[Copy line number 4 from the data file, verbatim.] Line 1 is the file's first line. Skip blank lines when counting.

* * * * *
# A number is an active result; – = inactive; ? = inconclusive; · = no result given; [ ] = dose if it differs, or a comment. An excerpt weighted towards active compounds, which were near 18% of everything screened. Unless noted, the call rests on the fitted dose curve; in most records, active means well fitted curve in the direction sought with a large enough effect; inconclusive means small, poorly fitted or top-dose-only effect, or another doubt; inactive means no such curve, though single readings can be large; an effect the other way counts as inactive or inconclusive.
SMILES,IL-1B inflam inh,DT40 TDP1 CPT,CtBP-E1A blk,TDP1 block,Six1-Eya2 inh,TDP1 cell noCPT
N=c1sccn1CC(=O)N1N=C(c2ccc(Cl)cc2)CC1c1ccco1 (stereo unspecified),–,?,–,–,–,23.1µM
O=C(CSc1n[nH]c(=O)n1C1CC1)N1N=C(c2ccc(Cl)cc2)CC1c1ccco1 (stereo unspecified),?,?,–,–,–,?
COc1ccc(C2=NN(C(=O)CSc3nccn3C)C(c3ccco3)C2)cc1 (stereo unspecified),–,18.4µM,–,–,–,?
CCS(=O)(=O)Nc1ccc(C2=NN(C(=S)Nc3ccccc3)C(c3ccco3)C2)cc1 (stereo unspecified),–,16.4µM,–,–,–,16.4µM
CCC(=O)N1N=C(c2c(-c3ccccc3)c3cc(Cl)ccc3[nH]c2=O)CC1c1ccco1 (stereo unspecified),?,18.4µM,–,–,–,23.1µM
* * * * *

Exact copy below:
O=C(CSc1n[nH]c(=O)n1C1CC1)N1N=C(c2ccc(Cl)cc2)CC1c1ccco1 (stereo unspecified),?,?,–,–,–,?